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Denying Science to Drill for Oil is a Decades-long Tradition

What the debate about the Arctic Refuge tells us about science denialism.

The story began in 1980 with passage of the Alaska National Interest Lands Conservation Act (ANILCA)—a landmark environmental law signed by President Jimmy Carter that established the 19-million-acre Arctic Refuge. Although the law designated much of the refuge as permanent wilderness, it left the 1.5-million-acre coastal plain in legislative limbo; a future Congress would have the authority to grant the area permanent protection or allow oil drilling. ANILCA instructed the U.S. Fish and Wildlife Service (FWS) to produce biological baseline studies to give Congress the information it needed to decide the fate of this land.

Among the things they studied was caribou biology. Government scientists sought to understand why the Porcupine caribou herd—one of the largest in the world—always migrates to the Arctic coastal plain to have their young. They found that the area contained three features that caribou mothers and calves needed at birth: abundant plant life providing high-quality nutrition for nursing mothers; winds from the Beaufort Sea reducing the constant, even deadly, harassment from insects; and relatively few predators.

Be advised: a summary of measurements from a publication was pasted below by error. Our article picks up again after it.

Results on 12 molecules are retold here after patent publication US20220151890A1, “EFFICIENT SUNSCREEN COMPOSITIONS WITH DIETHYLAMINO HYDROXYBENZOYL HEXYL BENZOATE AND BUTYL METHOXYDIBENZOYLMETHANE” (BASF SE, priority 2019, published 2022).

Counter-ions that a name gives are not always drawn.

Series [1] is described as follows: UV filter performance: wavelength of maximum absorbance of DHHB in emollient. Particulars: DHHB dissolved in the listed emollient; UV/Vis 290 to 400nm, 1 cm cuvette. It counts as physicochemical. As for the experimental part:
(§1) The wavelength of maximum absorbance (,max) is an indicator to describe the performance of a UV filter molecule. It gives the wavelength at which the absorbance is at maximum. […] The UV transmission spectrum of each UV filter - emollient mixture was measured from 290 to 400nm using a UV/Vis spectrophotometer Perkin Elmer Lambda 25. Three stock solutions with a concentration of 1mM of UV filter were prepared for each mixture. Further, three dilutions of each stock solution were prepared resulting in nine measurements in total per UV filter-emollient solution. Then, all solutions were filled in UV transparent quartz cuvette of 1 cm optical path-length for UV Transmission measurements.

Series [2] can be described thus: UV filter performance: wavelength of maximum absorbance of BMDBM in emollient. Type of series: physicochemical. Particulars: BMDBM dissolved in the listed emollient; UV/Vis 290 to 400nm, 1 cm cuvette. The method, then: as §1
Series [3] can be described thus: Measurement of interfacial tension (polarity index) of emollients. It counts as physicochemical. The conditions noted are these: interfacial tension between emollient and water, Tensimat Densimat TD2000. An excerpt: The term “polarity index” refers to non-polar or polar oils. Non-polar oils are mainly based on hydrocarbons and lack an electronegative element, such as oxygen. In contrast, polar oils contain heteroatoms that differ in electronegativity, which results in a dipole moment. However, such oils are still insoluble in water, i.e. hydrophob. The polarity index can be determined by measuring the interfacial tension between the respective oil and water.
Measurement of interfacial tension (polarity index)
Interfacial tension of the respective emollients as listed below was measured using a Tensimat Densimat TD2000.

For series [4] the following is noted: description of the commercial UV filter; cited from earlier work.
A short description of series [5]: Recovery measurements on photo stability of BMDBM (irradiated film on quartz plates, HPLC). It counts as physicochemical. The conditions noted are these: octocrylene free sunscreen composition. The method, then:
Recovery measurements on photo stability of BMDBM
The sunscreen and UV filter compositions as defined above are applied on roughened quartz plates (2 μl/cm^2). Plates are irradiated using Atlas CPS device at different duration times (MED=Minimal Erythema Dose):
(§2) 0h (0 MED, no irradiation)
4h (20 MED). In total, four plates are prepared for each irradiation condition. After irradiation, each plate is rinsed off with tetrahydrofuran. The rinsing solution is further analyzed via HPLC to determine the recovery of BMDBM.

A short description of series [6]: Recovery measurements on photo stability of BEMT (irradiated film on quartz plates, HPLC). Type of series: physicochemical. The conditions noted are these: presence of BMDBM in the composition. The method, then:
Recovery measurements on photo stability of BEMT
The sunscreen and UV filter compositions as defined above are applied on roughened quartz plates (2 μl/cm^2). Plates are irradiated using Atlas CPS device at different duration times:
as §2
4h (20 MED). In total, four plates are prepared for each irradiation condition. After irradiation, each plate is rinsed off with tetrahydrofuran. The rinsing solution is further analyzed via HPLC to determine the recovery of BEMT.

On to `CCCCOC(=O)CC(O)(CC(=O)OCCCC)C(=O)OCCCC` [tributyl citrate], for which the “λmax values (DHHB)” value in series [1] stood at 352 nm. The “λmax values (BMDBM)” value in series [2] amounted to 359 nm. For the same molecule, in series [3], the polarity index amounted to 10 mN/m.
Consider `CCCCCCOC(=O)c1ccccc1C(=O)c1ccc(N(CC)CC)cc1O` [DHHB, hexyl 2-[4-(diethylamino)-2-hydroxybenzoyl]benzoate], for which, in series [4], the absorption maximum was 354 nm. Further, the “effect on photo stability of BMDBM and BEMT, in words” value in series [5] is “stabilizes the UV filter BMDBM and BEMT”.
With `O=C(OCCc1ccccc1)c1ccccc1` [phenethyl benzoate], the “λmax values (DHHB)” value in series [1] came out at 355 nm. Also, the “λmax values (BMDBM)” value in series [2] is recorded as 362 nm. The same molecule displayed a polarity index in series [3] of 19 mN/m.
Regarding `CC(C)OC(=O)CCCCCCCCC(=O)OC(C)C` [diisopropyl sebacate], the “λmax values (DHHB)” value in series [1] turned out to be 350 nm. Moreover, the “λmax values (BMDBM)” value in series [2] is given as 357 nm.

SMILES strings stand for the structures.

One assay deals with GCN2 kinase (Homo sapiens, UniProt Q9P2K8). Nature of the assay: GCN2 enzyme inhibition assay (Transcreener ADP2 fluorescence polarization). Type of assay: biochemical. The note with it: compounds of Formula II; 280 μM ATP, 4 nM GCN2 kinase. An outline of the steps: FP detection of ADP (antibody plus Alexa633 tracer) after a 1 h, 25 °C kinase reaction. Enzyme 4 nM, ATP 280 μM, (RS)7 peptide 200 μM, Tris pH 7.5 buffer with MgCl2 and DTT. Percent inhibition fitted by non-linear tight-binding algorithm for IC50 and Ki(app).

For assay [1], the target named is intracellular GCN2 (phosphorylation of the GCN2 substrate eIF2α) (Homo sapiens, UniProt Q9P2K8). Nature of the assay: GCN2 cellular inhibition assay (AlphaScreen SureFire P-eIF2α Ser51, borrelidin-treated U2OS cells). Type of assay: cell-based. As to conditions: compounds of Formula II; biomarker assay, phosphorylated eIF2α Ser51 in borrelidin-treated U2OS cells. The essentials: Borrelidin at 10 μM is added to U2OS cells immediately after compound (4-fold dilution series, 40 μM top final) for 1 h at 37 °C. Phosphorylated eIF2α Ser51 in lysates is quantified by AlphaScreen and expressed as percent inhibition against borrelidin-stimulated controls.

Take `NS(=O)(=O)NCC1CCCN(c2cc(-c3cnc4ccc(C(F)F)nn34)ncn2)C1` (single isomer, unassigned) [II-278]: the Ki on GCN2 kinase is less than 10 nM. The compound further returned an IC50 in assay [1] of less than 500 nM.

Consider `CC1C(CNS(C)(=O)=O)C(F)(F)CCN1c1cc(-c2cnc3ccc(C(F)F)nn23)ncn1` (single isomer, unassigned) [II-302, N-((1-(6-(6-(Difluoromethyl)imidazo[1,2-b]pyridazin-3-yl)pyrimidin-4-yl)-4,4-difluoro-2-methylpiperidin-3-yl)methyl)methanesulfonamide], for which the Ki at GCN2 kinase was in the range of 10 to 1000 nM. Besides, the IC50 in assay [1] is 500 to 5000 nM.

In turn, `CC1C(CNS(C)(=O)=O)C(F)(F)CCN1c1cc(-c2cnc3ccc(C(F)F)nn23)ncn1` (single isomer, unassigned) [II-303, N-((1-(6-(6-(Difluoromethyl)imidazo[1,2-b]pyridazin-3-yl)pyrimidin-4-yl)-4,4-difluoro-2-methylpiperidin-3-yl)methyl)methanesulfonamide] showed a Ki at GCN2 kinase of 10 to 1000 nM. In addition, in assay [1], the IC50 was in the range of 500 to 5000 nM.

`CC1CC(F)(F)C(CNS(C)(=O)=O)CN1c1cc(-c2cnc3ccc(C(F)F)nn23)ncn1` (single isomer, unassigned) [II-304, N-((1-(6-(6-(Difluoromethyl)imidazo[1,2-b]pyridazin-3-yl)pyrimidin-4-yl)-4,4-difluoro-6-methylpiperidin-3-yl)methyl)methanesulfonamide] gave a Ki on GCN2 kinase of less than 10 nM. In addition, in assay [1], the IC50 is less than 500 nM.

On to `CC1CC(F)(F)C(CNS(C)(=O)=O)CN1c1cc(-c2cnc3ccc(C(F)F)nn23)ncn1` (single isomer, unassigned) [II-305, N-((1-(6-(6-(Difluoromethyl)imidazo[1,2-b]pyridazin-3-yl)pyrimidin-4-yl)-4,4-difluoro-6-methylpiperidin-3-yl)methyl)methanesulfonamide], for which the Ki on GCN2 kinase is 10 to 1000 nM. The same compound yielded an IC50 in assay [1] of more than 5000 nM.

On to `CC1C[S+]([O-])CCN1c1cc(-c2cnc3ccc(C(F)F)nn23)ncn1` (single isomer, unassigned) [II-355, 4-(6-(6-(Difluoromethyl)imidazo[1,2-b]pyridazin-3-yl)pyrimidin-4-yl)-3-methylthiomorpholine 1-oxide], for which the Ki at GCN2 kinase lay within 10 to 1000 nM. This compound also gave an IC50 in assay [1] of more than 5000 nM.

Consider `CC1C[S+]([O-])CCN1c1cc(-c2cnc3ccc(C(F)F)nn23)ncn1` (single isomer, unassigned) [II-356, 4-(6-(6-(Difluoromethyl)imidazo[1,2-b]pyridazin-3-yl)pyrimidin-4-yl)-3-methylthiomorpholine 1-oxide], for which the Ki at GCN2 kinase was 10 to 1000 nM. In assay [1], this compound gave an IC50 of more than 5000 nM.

Biologists also considered how drilling would impact the herd’s ability to replenish its population. They knew from studies at other oilfields that caribou mothers avoided industrial areas. If the Arctic Refuge coastal plain became the site of fossil fuel infrastructure, pregnant females would stay away. Instead they would remain in higher-elevation areas to the south, where calves would be exposed to lethal threats: golden eagles nesting on cliffs, wolves denning in mountains, and bears emerging from their hibernation dens. Here, caribou calves would be much more susceptible to predation and death. Scientists concluded that the decline in the Porcupine herd would be considerable.

These findings contradicted the Reagan Administration’s claims that petroleum development was compatible with the Arctic Refuge’s main purposes, including protecting biodiversity and the subsistence rights of Indigenous communities.

In 1987, when President Reagan’s Interior Department submitted to Congress a hefty report about the Arctic Refuge, many FWS scientists were shocked to find out how much the final version differed from their findings. Downplaying the dangers of development, the report recommended that the entire coastal plain be placed on the auction block.